Another route to faster diagnosis is through setting up NHS Community Diagnostic Hubs across the country — ‘one-stop shops’.
Professor Sikora is medical director of Rutherford Cancer Centres, a group of private cancer care centres which has built one such diagnostic hub in Taunton with Somerset NHS Foundation Trust.
At this centre everything is done in one morning. ‘Investigation is completed in a few hours so people can be reassured or be channelled elsewhere,’ he says.
Would introducing screening for
more cancers help? It was hoped, for example, that a blood test for CA125, a protein linked to ovarian cancer, might work as a screening tool. But a study by University College London found cases detected earlier were still hard to treat.
Otherwise, it is down to a public health campaign to raise awareness about symptoms, suggests Georgios Lyratzopoulos, a professor of cancer epidemiology at University College London who led the latest research.
‘We need to keep providing information on signs of cancer,’ he says. And to encourage people not to feel shy about symptoms — a 2019 BUPA survey found that a fifth of UK adults have put off seeking medical advice around ’embarrassing’ cancer symptoms.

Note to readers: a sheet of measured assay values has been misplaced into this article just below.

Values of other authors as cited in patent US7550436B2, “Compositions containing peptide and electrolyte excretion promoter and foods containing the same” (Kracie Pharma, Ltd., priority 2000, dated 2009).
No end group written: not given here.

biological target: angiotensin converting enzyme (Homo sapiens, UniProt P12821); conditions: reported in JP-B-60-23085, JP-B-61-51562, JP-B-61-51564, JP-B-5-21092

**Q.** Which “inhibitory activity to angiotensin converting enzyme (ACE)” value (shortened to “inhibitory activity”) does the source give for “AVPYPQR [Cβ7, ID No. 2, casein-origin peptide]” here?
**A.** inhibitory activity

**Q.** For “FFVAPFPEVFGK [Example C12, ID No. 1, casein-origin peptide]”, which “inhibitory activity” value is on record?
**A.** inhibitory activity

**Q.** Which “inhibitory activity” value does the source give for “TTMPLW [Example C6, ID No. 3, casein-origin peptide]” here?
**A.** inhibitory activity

For people like Caron, change can’t happen soon enough.
‘Until my symptoms began I was fit and healthy,’ she said. ‘I needed a doctor to talk to me, examine me and refer me for tests. It should not have taken so long to get diagnosed.’
Professor Martin Marshall, Chair of the Royal College of GPs, told Good Health: ‘The challenge is striking the balance of ensuring patients get the care they need, without overloading onward specialist services.’
And as many cancer symptoms are similar to other conditions, he adds: ‘having sufficient time with patients is vital’.
Interviews by Julie Cook and Jill Foster
Source: Read Full Article